Future is Probabilistic
“All models are wrong, but some are useful”.
What did the British statistician George Box mean when he wrote these now-famous words in 1976, and how is it relevant to you?
Whenever we try understanding the world around us – be it our customers’ behavior, or how stars circle the center of a galaxy, or how coronavirus affects the human body – we never have direct and full access to the underlying reality. Instead, what we have access to is only the data generated by the process that we want to understand.
So, for example, we know that a customer clicked on one button but ignored the other one. Based on this data point, we now infer what sort of customer she must be and predict her needs are and how we can fulfill them.
Notice that the data hasn’t told you a lot – it’s sterile, a mere bunch of numbers. But when you combine the fact that a customer clicked on the button with your assumptions about how people behave, you get the magical ability to predict the future (which you can use to your advantage).
But your assumptions are not equal to reality and that’s why Box said: “all models are wrong”. To understand this clearly, look at the following chart:
Imagine you start observing the data from the start (the bottom left) and you move in time and collect more data points (up to the blue circle). At this stage, you have to decide whether future data points will lie on the red curve or the black curve. Perhaps you have to make a business decision based on this choice. Which one will you pick?
Actually, in this case, even though black and red curves are generated through two very different realities (see their equations), there’s no way any amount of historical data can help you choose because all data up to blue circle is consistent with both.
As you can see data cannot help you select between hypotheses, it can only help you eliminate. The idea that theories can never be proved true, but only be shown to be wrong is core to how science is done. So scientists definitely know which theories are wrong, but they never know for certain which theories are right. (Surprisingly, that’s also how venture capitalists work: while investing, they know for sure which companies are “duds” but they never know which ones are going to be “unicorns”).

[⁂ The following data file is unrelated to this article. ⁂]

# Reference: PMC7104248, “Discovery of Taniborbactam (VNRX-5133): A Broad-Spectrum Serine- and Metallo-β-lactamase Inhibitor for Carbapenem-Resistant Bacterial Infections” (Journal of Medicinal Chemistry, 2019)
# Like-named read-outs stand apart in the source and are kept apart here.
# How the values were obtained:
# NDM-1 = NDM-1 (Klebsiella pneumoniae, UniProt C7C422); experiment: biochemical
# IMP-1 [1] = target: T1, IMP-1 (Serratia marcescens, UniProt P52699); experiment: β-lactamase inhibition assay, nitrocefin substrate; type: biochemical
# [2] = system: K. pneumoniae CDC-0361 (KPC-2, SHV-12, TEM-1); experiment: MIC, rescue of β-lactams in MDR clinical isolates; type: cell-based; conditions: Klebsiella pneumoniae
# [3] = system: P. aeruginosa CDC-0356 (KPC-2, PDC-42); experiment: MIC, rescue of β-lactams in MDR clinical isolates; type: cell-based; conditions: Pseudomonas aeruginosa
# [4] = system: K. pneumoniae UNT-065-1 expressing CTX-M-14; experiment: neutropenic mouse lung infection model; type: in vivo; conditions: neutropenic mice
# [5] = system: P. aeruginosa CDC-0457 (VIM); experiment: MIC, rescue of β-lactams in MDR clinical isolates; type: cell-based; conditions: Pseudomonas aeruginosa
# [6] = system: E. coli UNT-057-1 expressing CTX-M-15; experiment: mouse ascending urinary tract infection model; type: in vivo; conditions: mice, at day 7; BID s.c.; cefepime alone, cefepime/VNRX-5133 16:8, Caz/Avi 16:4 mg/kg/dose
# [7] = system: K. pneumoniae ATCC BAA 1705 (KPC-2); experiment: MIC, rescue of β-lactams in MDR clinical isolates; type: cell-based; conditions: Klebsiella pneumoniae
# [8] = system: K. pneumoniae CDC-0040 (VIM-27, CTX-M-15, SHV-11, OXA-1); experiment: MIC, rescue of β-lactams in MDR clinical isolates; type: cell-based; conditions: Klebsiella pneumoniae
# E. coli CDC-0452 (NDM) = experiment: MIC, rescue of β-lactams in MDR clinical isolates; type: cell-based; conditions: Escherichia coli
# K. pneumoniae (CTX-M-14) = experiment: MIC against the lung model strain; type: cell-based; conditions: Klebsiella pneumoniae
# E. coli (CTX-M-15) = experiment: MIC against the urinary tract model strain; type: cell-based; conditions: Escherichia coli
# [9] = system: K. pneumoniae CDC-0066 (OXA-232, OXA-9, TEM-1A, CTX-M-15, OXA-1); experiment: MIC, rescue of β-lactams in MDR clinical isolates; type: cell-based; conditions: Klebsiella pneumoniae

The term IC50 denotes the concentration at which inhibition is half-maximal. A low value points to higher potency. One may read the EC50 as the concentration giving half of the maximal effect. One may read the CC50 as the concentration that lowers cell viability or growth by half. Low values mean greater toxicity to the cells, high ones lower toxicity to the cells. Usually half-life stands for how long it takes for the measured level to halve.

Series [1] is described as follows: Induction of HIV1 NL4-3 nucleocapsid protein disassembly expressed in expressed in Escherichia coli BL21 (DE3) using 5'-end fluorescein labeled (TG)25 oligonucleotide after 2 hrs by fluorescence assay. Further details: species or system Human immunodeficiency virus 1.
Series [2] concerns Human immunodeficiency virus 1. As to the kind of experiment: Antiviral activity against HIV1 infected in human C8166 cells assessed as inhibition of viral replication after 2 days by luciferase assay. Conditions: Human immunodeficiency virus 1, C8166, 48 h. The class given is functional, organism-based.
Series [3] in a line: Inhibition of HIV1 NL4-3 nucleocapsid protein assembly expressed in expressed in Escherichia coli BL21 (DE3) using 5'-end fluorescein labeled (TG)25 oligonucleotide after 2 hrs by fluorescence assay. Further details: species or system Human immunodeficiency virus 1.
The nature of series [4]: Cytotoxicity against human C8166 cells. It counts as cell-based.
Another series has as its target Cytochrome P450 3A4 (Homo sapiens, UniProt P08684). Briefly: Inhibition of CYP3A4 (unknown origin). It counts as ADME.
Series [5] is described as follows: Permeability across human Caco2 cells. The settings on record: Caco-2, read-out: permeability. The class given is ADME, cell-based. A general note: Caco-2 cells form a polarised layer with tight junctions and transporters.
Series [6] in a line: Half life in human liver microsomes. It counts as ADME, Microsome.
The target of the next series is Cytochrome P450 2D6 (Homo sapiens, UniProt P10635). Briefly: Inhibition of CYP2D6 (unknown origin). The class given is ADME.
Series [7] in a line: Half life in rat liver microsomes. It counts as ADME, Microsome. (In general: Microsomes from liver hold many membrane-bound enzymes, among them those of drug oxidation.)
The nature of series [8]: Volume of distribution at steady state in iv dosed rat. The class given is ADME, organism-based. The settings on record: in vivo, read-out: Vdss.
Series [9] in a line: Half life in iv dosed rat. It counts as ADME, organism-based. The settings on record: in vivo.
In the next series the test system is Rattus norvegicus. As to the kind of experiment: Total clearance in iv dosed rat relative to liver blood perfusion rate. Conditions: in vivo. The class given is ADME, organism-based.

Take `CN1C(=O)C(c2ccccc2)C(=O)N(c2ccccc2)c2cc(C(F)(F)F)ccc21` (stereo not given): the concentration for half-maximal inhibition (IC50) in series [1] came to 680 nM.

Box also said: “some (models) are useful”. Notice that he didn’t say some models are correct. He used the term “useful”.
The usefulness of models points to their ability to predict the future. Scientific laws (like Newton’s law of gravitation) are models that help us predict solar eclipses hundreds of years ahead. They work quite well for this purpose while another model like throwing darts to predict eclipses will fail horribly. So even though both models are wrong, Newton’s law gives us more mileage because it’s proven to be useful in a variety of contexts.
The key points to remember:
- Don’t shoot for being right because there’s no such thing as the “correct” assumptions. Shoot for having “useful” assumptions.
- Data alone is sterile. Whenever you think data is giving you insights, it’s actually the data+your assumptions that are informing you.
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